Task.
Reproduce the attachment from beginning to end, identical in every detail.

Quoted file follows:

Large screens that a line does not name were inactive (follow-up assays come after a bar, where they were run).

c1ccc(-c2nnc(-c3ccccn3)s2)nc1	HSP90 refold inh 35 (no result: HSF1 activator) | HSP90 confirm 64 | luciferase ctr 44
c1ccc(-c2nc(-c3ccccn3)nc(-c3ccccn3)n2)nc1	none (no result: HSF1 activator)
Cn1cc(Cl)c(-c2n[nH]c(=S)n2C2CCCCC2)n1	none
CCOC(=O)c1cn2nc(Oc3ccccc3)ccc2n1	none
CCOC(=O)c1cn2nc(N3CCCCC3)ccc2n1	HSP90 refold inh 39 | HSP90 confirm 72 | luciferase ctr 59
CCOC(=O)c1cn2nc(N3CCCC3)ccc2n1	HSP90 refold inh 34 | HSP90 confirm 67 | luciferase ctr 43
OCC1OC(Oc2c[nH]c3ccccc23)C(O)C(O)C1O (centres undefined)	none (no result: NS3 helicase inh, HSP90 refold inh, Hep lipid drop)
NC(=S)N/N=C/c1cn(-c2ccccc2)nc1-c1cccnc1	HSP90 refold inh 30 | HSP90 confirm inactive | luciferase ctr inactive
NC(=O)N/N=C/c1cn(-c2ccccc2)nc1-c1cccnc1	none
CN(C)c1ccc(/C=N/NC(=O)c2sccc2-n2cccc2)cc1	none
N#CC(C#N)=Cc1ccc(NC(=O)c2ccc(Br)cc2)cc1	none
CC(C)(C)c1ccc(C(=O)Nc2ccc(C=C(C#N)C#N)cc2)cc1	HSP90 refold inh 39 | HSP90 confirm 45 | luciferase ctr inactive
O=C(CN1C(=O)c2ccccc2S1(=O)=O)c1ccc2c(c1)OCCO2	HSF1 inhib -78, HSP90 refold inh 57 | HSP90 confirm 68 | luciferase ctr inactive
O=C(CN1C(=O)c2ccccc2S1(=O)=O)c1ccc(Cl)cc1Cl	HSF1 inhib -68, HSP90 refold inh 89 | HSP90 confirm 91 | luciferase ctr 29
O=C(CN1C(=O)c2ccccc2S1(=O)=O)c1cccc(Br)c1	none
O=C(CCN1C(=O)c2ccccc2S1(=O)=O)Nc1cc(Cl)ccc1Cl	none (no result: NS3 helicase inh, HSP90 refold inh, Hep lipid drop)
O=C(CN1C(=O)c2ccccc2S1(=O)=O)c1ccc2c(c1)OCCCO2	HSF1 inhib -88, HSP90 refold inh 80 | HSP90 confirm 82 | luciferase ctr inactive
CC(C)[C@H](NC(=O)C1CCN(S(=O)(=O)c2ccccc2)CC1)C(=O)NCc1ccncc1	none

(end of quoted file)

Large screens that a line does not name were inactive (follow-up assays come after a bar, where they were run).

c1ccc(-c2nnc(-c3ccccn3)s2)nc1	HSP90 refold inh 35 (no result: HSF1 activator) | HSP90 confirm 64 | luciferase ctr 44
c1ccc(-c2nc(-c3ccccn3)nc(-c3ccccn3)n2)nc1	none (no result: HSF1 activator)
Cn1cc(Cl)c(-c2n[nH]c(=S)n2C2CCCCC2)n1	none
CCOC(=O)c1cn2nc(Oc3ccccc3)ccc2n1	none
CCOC(=O)c1cn2nc(N3CCCCC3)ccc2n1	HSP90 refold inh 39 | HSP90 confirm 72 | luciferase ctr 59
CCOC(=O)c1cn2nc(N3CCCC3)ccc2n1	HSP90 refold inh 34 | HSP90 confirm 67 | luciferase ctr 43
OCC1OC(Oc2c[nH]c3ccccc23)C(O)C(O)C1O (centres undefined)	none (no result: NS3 helicase inh, HSP90 refold inh, Hep lipid drop)
NC(=S)N/N=C/c1cn(-c2ccccc2)nc1-c1cccnc1	HSP90 refold inh 30 | HSP90 confirm inactive | luciferase ctr inactive
NC(=O)N/N=C/c1cn(-c2ccccc2)nc1-c1cccnc1	none
CN(C)c1ccc(/C=N/NC(=O)c2sccc2-n2cccc2)cc1	none
N#CC(C#N)=Cc1ccc(NC(=O)c2ccc(Br)cc2)cc1	none
CC(C)(C)c1ccc(C(=O)Nc2ccc(C=C(C#N)C#N)cc2)cc1	HSP90 refold inh 39 | HSP90 confirm 45 | luciferase ctr inactive
O=C(CN1C(=O)c2ccccc2S1(=O)=O)c1ccc2c(c1)OCCO2	HSF1 inhib -78, HSP90 refold inh 57 | HSP90 confirm 68 | luciferase ctr inactive
O=C(CN1C(=O)c2ccccc2S1(=O)=O)c1ccc(Cl)cc1Cl	HSF1 inhib -68, HSP90 refold inh 89 | HSP90 confirm 91 | luciferase ctr 29
O=C(CN1C(=O)c2ccccc2S1(=O)=O)c1cccc(Br)c1	none
O=C(CCN1C(=O)c2ccccc2S1(=O)=O)Nc1cc(Cl)ccc1Cl	none (no result: NS3 helicase inh, HSP90 refold inh, Hep lipid drop)
O=C(CN1C(=O)c2ccccc2S1(=O)=O)c1ccc2c(c1)OCCCO2	HSF1 inhib -88, HSP90 refold inh 80 | HSP90 confirm 82 | luciferase ctr inactive
CC(C)[C@H](NC(=O)C1CCN(S(=O)(=O)c2ccccc2)CC1)C(=O)NCc1ccncc1	none